Oral and topical absorption, disposition kinetics, and the metabolic fate of trans-Methyl styryl ketone in the male Fischer 344 rat

John Michael Sauer, Richard L. Smith, Jingqi Bao, Margaret J. Kattnig, Robert K. Kuester, Thomas D. Mcclure, Michael Mayersohn, I. Glenn Sipes

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18 Scopus citations


trans-Methyl styryl ketone (MSK; trans-4-phenyl-3-buten-2-one) is a β- unsaturated ketone that has a wide range of uses in industry and is present in numerous consumer products. Although MSK has been shown to be positive in several in vitro mutagenic assays, it does not seem to be overtly toxic in animal models. This lack of toxicity may relate to its poor absorption and/or rapid elimination. However, little is known about the fate of MSK in the body. Studies were conducted to characterize the absorption, and disposition kinetics of MSK after intravenous, oral, and topical administration to male Fischer 344 rats. After intravenous administration of [14C]MSK (20 mg/kg, 120 μCi/kg), blood concentration-time data could be characterized with a biexponential equation and apparent first-order elimination kinetics. The following pharmacokinetic parameter values were obtained (mean ± SD): terminal disposition half-life, 17.7 ± 0.08 min; apparent steady-state volume of distribution, 0.89 ± 0.14 liters/kg; systemic body clearance, 68.9 ± 10.0 ml/kg * min; and mean residence time, 13.1 ± 2.2 min. Within 48 hr, 95.5% of the dose was excreted in the urine and 2.7% in the feces. The major blood metabolite after intravenous administration was identified by GC/MS as the 4-phenyl-3-buten-2-ol (methyl styryl carbinol). After oral administration of [14C]MSK (200 mg/kg, 100 μCi/kg), 96.6% of the dosed radioactivity was recovered in the urine and 4.8% in the feces within 48 hr. Major urinary metabolites identified by LC-MS/MS and quantified by HPLC radioassay were N- phenylacetyl-L-glycine (64.9% of dose) and N-benzyl-L-glycine (9.9% of dose). Parent compound could not be detected in the blood after oral administration, and 14C-equivalents in the blood never exceeded 1.3% of the dose. Results suggest near-total presystemic elimination of the oral dose. After topical application of [14C]MSK (250 mg/kg, 50μCi/kg), >60% of the dose was absorbed, and the majority of the dose was excreted into the urine (55% of dose) in the form of metabolites. Urinary metabolites were similar to those described after oral administration. 14C-equivalents were not detected in the blood at any time after topical administration. These results indicate that MSK is almost totally metabolized before systemic distribution after oral or topical administration. The systemic exposure dose of MSK seems to be exceedingly low at the doses studied herein.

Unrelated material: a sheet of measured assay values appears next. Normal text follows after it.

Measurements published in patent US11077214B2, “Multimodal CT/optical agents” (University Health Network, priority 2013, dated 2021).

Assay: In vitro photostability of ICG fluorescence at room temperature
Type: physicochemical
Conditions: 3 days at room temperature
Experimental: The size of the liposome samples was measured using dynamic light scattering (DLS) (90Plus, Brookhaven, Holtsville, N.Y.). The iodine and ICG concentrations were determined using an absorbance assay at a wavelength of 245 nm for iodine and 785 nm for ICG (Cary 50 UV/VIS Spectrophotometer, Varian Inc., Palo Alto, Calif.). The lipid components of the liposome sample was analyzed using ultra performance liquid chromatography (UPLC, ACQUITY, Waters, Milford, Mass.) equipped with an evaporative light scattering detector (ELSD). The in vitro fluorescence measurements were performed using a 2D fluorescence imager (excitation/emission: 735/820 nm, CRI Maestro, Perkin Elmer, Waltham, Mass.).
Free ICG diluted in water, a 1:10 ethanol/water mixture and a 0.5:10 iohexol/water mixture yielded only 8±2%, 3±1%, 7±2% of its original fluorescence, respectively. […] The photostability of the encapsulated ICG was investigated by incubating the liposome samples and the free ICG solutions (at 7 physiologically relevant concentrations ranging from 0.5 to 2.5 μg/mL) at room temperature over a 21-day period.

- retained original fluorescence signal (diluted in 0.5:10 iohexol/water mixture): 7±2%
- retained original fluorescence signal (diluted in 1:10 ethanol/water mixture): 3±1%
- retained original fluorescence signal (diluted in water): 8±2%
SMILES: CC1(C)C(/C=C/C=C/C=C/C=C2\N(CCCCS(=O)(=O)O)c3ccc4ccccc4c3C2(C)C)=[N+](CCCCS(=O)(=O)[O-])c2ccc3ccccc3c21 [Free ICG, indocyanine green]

Original languageEnglish (US)
Pages (from-to)732-739
Number of pages8
JournalDrug Metabolism and Disposition
Issue number6
StatePublished - Jun 1997

ASJC Scopus subject areas

  • Pharmacology
  • Pharmaceutical Science


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